It's hard to imagine screenwriter Will Reiser pitching a dramedy about cancer to the folks at Mandate Pictures and having them be receptive to it, but when you see the end result that is 50/50, it's easy to understand why they gave the film the green light.
The film, directed by Jonathan Levine (of The Wackness fame), centers on the quiet and sedate life of Adam Lerner (Joseph Gordon-Levitt). Painting a detailed visual picture of how Adam exists, the movie opens with him going for a morning jog against the stately, sweeping backdrop of Seattle as Jacuzzi Boys' "Bricks or Coconuts" plays on his headphones (the first in a string of songs that compose one of the best soundtracks in recent memory). At one point during this scene, Adam is stopped at a pedestrian crosswalk. A fellow jogger sprints past carelessly in spite of the signal being red. Even though Adam sees that there aren't any cars coming, he waits for the light to turn green--a strong indication of the type of overly cautious person he is, which drives home the cruel irony of him being diagnosed with a rare form of spinal cancer after he goes to the doctor to see why he has been having back pains.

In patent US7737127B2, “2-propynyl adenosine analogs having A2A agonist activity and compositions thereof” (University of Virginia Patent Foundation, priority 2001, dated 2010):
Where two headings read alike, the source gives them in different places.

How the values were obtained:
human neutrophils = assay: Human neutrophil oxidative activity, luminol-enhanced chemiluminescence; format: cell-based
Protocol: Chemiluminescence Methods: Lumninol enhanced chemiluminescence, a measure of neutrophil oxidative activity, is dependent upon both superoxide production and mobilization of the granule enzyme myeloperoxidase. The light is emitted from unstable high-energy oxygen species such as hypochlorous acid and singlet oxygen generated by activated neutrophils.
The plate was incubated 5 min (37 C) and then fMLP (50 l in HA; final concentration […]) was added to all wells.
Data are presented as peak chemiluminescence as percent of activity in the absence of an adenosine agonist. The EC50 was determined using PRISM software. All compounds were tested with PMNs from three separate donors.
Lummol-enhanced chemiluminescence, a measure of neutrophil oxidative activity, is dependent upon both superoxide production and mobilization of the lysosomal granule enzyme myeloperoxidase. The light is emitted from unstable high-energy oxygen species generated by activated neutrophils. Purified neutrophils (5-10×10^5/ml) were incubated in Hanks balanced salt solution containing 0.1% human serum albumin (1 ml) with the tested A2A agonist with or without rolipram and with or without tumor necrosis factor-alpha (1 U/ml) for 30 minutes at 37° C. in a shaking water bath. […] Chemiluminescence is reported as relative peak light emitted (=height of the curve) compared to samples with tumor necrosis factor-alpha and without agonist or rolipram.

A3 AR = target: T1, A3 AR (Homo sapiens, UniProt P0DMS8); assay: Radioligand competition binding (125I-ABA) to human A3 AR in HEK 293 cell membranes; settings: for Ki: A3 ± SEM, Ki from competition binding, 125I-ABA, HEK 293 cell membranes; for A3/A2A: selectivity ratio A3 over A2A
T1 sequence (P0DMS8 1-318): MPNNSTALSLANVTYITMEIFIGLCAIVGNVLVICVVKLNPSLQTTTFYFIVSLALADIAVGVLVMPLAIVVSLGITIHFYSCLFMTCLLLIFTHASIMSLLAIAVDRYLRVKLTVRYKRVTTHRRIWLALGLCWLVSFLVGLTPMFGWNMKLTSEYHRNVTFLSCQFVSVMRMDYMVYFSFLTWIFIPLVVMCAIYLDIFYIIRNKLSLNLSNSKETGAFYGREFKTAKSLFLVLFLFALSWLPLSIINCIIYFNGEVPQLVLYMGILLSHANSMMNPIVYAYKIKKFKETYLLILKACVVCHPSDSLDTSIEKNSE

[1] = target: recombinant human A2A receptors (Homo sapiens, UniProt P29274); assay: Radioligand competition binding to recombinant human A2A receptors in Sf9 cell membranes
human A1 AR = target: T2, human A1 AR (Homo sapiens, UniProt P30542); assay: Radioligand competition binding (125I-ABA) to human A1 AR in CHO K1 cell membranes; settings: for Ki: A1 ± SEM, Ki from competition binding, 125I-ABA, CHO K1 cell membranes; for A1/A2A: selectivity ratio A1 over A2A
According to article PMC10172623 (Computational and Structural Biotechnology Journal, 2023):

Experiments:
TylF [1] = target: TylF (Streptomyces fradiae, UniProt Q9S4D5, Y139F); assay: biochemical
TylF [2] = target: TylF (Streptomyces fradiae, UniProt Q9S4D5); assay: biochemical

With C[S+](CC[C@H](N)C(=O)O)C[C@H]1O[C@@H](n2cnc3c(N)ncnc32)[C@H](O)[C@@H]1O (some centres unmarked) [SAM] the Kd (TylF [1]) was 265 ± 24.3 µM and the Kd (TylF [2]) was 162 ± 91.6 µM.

Where comic relief is concerned, Adam's best friend, Kyle (Seth Rogen), who works with him at a local radio station called SPR (presumably a nod to NPR), is there to wax poetic about the benefits of cancer: Getting pity fucked. He is also just generally full of good observations, like, "You smell like you just fucked the cast of The View" after Adam uses his girlfriend Rachael's (Bryce Dallas Howard) shampoo. Also there for hilarity is Adam's mother, Diane (the always amazing Anjelica Huston), who is ridiculously over the top in her concern for her son's condition.
The only person who can get Adam through his turmoil is Katherine (Anna Kendrick, who you recognize from Twilight and Up in the Air), a 24-year-old therapist in training who is using her treatment sessions as material for her dissertation. Adam is merely her third patient, a fact he takes in stride. The rapport they share is at first reluctant as Adam is fairly closed off in the beginning, gradually realizing that she genuinely cares about his well-being, more so than Rachael, who ends up cheating on him and breaking his heart.
As the film arrives at its third act, Reiser builds the script to an emotional crescendo. So much so that if you don't cry during this movie, there's a good chance you might be a robot. The conclusion is both expected and unexpected, in many ways emulating the open-ended nature of The Graduate and Garden State in that the couple is not exactly sure what they're supposed to do next now that they've overcome so many obstacles.